The new third-generation BMW X1 crossover has been revealed, following the BMW 4 Series, BMW X3 and the BMW 7 Series in gaining an electric variant for the first time.
BMW’s crucial rival to the Audi Q3 and Volvo XC40 is its first “premium compact model based on a flexible vehicle architecture to feature an all-electric drive system”. It effectively replaces the decade-old BMW i3 as the entry point into the manufacturer's growing EV family.
The architecture in question is the FAAR, which underpins the new BMW 2 Series Active Tourer MPV and will soon appear in the next-generation Mini Countryman crossover.
In the new iX1 xDrive30 EV, it houses a dual-motor powertrain (one on each axle) producing a combined 309bhp and 364lb ft, making it good for 0-62mph in 5.7sec – figures that line it up as a close rival to the four-wheel-drive version of the Kia EV6.
Meanwhile, a 64.7kWh (usable) battery under the floor provides a claimed range of between 257 and 272 miles and can be charged at rates of up to 130kW for a 10-80% top-up time of 29 minutes.
The iX1 will follow shortly after a range of pure-ICE X1 models, which are due on sale from October.
Buyers initially get a choice of three- and four-cylinder petrol engines and two four-cylinder diesels. Following soon after will be another petrol, another diesel and two plugin hybrids offering an electric-only range of up to 55 miles.
All will be built at the BMW plant in Regensburg, Germany. Save for the blanked-off front grille and subtle battery-themed styling cues of the iX1, BMW’s smallest SUV follows a familiar path of evolution, not revolution, in terms of design.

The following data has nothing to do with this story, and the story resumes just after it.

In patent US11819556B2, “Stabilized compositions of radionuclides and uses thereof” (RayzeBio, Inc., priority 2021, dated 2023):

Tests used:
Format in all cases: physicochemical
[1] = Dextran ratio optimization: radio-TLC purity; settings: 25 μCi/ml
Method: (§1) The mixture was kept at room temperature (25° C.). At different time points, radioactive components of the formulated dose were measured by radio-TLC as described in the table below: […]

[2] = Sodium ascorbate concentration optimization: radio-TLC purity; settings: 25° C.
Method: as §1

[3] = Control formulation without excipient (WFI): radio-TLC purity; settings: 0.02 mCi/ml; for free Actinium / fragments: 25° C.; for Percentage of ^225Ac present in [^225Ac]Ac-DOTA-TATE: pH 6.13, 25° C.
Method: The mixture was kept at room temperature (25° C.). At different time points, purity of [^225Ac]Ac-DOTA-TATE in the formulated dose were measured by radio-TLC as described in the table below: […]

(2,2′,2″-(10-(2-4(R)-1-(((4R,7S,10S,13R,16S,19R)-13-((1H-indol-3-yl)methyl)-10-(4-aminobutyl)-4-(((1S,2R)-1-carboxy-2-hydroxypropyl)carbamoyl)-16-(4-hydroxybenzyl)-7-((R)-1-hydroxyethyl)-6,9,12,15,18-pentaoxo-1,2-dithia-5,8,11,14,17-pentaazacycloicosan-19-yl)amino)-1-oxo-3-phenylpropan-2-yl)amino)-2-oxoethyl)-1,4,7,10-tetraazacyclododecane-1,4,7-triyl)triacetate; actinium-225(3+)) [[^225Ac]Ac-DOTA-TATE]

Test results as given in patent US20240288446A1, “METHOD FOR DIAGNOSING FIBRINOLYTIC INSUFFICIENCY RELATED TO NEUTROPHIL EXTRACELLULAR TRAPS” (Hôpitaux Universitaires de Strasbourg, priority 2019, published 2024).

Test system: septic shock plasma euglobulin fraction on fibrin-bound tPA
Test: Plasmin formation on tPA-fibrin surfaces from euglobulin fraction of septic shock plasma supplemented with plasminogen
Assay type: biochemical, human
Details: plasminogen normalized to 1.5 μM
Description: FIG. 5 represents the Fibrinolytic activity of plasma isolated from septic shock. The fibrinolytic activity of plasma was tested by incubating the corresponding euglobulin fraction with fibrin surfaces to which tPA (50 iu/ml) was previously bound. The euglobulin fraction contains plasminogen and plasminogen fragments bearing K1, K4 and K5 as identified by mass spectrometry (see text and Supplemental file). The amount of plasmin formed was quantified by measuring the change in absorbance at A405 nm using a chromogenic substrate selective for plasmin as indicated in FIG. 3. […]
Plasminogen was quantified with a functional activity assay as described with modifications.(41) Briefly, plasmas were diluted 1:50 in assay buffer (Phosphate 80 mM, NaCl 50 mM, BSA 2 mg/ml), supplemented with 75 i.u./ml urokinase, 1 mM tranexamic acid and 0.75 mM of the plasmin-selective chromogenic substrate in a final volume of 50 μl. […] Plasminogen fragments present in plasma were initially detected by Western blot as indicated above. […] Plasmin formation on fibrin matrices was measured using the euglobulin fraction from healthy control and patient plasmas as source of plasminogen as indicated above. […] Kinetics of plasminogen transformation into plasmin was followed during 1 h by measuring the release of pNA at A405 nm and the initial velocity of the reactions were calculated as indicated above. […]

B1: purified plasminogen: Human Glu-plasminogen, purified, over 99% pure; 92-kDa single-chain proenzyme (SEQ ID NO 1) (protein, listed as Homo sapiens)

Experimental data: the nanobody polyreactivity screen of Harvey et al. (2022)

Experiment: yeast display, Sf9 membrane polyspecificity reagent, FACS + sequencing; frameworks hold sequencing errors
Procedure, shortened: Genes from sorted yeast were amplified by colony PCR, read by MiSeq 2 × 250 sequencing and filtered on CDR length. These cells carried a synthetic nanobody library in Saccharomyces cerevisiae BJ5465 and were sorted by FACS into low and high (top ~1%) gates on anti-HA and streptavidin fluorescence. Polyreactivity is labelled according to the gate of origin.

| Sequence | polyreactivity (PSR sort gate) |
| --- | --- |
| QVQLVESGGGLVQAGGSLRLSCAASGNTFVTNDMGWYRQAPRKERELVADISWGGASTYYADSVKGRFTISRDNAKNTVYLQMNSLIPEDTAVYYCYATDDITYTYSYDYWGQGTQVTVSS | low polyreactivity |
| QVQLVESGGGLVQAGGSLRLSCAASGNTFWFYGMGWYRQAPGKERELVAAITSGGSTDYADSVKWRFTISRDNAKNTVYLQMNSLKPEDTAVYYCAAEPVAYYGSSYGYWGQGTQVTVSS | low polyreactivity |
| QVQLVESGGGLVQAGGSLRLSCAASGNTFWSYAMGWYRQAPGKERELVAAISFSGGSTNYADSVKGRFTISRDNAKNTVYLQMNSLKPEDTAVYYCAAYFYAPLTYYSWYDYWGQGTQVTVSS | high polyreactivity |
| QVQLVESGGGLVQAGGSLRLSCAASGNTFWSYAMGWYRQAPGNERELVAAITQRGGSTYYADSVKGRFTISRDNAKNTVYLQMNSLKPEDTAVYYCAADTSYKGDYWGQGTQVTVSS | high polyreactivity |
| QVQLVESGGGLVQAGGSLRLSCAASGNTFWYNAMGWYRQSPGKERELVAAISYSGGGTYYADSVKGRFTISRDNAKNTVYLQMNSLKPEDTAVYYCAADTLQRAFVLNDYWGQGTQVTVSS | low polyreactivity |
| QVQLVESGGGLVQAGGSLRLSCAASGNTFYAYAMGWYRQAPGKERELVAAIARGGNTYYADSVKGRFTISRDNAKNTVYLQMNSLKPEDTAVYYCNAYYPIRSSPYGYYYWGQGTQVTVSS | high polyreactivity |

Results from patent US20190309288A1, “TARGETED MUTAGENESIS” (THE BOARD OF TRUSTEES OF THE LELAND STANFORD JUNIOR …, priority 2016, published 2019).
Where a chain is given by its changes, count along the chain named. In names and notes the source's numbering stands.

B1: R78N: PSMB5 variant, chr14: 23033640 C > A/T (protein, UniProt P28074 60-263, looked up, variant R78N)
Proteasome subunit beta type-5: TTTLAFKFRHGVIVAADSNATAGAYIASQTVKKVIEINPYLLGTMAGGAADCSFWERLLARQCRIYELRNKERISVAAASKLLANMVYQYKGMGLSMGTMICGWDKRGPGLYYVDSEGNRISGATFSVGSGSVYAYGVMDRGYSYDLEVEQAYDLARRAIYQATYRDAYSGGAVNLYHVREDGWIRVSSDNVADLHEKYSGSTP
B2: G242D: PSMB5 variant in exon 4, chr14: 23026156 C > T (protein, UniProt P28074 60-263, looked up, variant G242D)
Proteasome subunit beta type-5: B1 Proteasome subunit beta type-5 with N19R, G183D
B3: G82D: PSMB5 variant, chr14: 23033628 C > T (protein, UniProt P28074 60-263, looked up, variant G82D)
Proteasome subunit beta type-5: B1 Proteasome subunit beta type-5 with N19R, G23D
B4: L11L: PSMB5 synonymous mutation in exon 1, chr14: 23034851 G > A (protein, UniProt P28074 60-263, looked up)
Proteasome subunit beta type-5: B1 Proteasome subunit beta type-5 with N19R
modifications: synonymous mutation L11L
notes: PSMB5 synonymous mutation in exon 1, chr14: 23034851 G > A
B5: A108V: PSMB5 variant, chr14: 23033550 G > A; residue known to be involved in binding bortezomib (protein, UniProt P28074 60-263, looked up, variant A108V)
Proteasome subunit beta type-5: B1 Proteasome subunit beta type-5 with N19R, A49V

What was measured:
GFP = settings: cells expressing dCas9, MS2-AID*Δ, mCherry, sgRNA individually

Slim LED headlights flank familiar square kidney grilles, while the side profile has been “dynamically stretched” and accommodates chunkier wheel arches, flush door handles and an extended rear spoiler.
The changes are more drastic inside, where the X1 has been brought into line with its newer siblings, chiefly via the installation of the latest, eighth generation of BMW’s iDrive operating system running through a 10.7in infotainment screen and a 10.25in digital gauge cluster.
BMW also claims that newly developed and raised seats enhance long-distance comfort, while refinement is boosted further by improved acoustics and a raft of added cabin features.
At 4500mm long, 1845mm wide and 1642mm tall, the new X1 is slightly larger in all dimensions than its predecessor, also bringing a 22mm-longer wheelbase and a 31mm-wider track for an increase in interior space.
Prices start from £35,130 for the X1 Sport Premier and climb to £46,660 for the top-rung M Sport Premier Pro. BMW has yet to confirm prices for the plug-in hybrid and electric derivatives, however.